Three Mills has long been defined by its position in the heart of extensive tidal waterways.

In 1086, William the Conqueror’s ‘Domesday Book’ recorded eight tidal mills here, used to grind grain for bread. Later the mills made gin and fed their alcoholic mash to pigs, which in turn supported secondary industries, from soap making to the production of fine bone porcelain.

In 1118, Matilda, Queen of England, almost lost her life crossing the tidal Lea at Old Ford. She left money in her will to build a bridge with curved arches (like a French archer’s bow) which gave the area of Bow its name.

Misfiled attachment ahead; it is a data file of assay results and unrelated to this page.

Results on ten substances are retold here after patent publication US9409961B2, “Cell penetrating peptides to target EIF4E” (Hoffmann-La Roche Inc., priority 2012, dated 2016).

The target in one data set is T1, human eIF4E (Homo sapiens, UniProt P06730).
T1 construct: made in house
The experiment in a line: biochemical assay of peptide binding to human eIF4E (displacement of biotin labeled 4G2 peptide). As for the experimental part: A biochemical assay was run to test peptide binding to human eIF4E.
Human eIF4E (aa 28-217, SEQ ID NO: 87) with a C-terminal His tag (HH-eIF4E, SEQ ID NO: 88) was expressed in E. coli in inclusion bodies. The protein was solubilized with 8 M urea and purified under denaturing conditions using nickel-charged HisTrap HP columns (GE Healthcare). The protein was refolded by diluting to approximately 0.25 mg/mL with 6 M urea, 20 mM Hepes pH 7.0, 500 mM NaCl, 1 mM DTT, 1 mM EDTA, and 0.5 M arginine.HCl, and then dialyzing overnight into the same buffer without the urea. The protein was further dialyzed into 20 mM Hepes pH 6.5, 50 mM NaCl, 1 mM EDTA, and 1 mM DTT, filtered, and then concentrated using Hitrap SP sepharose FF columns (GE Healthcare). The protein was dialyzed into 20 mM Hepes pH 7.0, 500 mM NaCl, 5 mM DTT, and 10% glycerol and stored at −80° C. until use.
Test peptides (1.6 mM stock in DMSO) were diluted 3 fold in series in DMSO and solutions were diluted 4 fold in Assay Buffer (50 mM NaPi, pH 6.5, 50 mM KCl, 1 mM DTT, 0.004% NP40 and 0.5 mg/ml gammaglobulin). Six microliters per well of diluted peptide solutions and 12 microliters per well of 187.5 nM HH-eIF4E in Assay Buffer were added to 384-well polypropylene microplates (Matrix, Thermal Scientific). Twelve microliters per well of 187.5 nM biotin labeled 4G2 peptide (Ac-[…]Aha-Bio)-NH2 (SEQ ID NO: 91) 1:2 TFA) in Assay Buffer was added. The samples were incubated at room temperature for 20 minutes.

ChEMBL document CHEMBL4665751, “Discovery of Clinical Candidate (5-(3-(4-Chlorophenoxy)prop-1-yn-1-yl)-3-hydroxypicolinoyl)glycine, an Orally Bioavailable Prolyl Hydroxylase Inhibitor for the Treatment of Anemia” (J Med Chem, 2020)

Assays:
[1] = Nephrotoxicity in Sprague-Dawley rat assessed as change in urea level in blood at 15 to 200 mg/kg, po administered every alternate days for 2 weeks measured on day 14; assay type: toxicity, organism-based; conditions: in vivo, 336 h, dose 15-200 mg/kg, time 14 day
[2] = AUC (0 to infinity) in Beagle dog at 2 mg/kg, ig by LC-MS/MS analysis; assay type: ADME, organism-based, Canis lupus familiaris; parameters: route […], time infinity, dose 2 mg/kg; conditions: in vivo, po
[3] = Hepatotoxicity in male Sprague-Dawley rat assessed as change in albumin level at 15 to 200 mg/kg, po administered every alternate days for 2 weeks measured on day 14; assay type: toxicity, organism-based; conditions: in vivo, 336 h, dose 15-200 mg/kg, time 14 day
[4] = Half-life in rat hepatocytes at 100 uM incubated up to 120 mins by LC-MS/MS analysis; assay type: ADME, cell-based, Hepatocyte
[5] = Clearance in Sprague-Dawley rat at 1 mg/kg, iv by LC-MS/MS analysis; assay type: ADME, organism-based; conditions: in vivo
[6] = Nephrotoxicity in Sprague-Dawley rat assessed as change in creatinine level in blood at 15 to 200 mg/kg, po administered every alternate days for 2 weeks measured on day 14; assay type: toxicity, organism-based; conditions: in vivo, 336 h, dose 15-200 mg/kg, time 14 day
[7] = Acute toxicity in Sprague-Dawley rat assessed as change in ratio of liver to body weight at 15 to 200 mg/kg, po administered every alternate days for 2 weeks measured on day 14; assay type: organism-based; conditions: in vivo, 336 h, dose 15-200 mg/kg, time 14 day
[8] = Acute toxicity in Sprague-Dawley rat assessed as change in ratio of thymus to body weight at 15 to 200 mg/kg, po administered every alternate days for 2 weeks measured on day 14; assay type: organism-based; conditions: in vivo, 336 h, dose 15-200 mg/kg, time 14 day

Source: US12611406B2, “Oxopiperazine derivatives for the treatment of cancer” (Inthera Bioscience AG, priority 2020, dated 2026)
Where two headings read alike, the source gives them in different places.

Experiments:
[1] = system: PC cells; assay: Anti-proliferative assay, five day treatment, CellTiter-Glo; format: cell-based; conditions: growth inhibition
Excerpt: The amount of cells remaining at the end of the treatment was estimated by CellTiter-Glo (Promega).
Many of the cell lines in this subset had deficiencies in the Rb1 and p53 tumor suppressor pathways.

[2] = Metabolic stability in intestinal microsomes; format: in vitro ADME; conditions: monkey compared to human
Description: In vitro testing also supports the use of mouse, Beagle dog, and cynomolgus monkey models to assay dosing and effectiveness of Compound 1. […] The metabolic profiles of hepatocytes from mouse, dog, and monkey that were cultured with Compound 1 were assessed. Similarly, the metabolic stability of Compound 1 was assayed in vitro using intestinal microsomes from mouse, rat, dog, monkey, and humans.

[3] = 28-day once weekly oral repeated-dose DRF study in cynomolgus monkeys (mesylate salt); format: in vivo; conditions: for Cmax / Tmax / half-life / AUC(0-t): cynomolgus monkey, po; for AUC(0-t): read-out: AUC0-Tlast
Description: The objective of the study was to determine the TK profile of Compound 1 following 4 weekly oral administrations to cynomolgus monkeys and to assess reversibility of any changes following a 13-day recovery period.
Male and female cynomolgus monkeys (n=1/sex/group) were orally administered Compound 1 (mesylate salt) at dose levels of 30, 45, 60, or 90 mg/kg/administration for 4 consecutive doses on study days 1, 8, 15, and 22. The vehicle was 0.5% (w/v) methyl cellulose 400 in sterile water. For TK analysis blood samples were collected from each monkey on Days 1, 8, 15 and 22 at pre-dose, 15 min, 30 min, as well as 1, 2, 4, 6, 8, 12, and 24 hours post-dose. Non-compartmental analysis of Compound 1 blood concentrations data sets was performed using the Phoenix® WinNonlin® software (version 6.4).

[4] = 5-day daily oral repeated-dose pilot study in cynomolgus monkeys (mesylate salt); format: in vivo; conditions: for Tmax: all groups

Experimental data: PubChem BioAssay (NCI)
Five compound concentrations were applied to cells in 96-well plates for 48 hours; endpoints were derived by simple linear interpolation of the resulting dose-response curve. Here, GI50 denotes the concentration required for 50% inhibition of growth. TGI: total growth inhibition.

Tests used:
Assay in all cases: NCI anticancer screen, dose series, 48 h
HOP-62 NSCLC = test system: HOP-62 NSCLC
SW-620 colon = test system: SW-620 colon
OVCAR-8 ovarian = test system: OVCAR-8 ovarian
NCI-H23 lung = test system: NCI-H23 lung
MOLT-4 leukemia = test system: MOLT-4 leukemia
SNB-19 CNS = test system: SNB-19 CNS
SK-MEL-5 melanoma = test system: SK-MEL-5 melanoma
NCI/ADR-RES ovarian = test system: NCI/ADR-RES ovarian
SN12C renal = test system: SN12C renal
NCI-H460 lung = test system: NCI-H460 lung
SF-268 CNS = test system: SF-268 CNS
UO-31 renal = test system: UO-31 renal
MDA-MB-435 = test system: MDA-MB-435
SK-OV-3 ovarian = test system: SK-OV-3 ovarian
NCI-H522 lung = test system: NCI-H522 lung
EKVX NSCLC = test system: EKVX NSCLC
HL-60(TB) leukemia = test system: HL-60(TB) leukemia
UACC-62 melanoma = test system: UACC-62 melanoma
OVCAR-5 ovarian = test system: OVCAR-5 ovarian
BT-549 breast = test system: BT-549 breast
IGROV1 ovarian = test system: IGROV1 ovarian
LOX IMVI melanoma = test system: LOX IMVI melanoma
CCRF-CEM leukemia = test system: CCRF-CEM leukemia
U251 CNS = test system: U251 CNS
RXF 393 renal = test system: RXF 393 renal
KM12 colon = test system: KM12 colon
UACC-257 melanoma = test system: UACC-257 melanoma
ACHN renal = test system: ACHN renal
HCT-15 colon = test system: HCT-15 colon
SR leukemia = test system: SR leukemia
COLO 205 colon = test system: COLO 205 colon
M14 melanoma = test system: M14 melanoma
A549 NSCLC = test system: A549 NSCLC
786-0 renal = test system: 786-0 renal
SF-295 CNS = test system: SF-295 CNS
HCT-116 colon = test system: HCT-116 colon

In the 19th century, the Clean Air Act sent heavy industries out of central London and a wide range of industries moved here. By 1910 West Ham was second only to Bristol for its number of factories south of Birmingham.


Three Mills History Walk map- route shown in red